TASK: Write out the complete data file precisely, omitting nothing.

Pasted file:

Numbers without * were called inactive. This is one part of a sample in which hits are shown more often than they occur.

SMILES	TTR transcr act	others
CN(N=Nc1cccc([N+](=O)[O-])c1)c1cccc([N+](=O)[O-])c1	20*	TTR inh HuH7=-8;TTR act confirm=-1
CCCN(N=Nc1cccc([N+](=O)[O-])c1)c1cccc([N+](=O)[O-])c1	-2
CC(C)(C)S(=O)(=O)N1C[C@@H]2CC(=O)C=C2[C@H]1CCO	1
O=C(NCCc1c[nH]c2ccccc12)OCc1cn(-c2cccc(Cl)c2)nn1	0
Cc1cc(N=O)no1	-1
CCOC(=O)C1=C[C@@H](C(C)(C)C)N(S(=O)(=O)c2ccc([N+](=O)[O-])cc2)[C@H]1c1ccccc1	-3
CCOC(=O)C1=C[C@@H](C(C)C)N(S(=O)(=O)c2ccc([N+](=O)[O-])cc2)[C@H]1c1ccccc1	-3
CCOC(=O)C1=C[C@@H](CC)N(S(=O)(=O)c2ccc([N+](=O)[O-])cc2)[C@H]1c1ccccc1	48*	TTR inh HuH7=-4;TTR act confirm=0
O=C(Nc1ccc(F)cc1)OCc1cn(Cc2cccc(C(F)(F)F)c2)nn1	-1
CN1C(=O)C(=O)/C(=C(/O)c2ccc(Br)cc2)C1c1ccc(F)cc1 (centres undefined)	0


Numbers without * were called inactive. This is one part of a sample in which hits are shown more often than they occur.

SMILES	TTR transcr act	others
CN(N=Nc1cccc([N+](=O)[O-])c1)c1cccc([N+](=O)[O-])c1	20*	TTR inh HuH7=-8;TTR act confirm=-1
CCCN(N=Nc1cccc([N+](=O)[O-])c1)c1cccc([N+](=O)[O-])c1	-2
CC(C)(C)S(=O)(=O)N1C[C@@H]2CC(=O)C=C2[C@H]1CCO	1
O=C(NCCc1c[nH]c2ccccc12)OCc1cn(-c2cccc(Cl)c2)nn1	0
Cc1cc(N=O)no1	-1
CCOC(=O)C1=C[C@@H](C(C)(C)C)N(S(=O)(=O)c2ccc([N+](=O)[O-])cc2)[C@H]1c1ccccc1	-3
CCOC(=O)C1=C[C@@H](C(C)C)N(S(=O)(=O)c2ccc([N+](=O)[O-])cc2)[C@H]1c1ccccc1	-3
CCOC(=O)C1=C[C@@H](CC)N(S(=O)(=O)c2ccc([N+](=O)[O-])cc2)[C@H]1c1ccccc1	48*	TTR inh HuH7=-4;TTR act confirm=0
O=C(Nc1ccc(F)cc1)OCc1cn(Cc2cccc(C(F)(F)F)c2)nn1	-1
CN1C(=O)C(=O)/C(=C(/O)c2ccc(Br)cc2)C1c1ccc(F)cc1 (centres undefined)	0